Ike Anya recalls the first case of post-partum depression he treated in Nigeria:
In spite of our psychiatry lectures and placements, the hours spent in the wards and outpatient clinics at the psychiatric hospital in Enugu, many of my classmates, myself included, still look at depression as a largely Western illness. The few cases that we have seen in the clinics in Nigeria have been mostly among the relatively affluent, and so we imagine that it is a luxury for those who can afford to ignore their more pressing immediate problems – what to eat and how to keep a roof over their heads – to indulge in afflictions of the mood.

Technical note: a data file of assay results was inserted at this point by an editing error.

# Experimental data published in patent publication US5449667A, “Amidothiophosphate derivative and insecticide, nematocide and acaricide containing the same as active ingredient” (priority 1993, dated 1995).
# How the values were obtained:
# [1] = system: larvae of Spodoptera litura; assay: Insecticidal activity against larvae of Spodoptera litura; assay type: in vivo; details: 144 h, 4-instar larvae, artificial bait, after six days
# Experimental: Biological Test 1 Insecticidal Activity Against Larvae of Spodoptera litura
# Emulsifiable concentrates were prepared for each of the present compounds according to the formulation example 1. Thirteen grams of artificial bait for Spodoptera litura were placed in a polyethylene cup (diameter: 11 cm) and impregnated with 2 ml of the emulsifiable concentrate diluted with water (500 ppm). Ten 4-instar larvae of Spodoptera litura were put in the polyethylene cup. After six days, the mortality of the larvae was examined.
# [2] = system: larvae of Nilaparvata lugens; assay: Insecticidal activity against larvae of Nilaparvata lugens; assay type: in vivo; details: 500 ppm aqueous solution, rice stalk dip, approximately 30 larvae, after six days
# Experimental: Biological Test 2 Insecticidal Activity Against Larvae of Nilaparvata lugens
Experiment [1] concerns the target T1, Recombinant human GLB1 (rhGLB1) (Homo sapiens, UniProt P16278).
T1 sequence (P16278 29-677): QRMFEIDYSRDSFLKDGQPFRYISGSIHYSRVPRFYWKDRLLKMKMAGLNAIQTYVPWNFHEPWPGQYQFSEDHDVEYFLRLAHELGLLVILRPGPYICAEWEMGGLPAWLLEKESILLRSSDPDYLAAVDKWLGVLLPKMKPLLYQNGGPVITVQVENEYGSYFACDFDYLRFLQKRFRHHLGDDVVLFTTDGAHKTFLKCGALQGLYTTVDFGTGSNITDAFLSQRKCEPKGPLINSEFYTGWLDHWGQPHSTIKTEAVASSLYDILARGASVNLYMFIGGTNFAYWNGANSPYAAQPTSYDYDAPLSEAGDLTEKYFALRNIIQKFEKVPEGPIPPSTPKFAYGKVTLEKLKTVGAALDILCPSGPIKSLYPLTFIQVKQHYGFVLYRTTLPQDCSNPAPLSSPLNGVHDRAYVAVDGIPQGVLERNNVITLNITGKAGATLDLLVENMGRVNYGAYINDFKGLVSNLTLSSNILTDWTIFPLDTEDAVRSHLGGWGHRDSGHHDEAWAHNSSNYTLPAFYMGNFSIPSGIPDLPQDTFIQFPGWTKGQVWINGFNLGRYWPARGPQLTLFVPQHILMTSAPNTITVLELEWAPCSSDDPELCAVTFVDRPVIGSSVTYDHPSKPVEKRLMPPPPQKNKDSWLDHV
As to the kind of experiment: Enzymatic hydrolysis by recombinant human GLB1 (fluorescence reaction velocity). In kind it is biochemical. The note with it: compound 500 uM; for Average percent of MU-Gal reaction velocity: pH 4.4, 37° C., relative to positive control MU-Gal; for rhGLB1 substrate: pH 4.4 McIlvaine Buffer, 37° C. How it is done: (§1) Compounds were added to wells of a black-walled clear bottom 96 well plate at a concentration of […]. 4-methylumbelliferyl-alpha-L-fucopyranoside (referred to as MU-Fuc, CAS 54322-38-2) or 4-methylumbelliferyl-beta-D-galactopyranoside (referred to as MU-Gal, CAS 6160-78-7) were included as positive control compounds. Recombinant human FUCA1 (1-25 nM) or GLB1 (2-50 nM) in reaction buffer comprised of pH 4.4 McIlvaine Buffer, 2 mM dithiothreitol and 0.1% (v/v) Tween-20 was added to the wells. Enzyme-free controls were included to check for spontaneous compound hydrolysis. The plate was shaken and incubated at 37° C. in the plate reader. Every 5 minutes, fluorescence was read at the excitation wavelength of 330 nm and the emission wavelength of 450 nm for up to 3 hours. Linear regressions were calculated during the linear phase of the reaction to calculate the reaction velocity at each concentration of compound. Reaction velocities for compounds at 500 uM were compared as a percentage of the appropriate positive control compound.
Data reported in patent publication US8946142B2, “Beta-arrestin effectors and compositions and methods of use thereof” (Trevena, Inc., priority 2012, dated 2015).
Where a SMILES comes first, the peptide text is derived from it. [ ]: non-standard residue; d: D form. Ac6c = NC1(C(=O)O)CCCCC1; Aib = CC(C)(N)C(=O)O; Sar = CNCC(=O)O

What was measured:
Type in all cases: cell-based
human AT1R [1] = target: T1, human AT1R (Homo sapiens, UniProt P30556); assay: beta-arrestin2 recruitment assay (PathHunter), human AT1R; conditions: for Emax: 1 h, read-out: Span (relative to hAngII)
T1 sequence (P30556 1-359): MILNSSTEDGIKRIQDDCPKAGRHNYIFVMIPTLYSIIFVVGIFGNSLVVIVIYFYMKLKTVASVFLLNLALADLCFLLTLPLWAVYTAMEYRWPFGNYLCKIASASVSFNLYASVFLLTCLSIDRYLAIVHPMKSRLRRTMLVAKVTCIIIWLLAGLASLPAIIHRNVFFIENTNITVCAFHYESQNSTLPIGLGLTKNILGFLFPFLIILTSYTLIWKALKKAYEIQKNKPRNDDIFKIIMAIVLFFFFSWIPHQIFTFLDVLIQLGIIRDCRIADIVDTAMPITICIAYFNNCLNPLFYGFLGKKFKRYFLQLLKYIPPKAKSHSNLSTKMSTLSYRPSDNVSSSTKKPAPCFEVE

And so I probe a little more, asking more questions, trying to disprove the evidence of my own eyes. How, I wonder, can a young woman who has grown up in this harsh environment, waking up early to fetch water, cook, clean, farm till late in the day, be suffering from depression?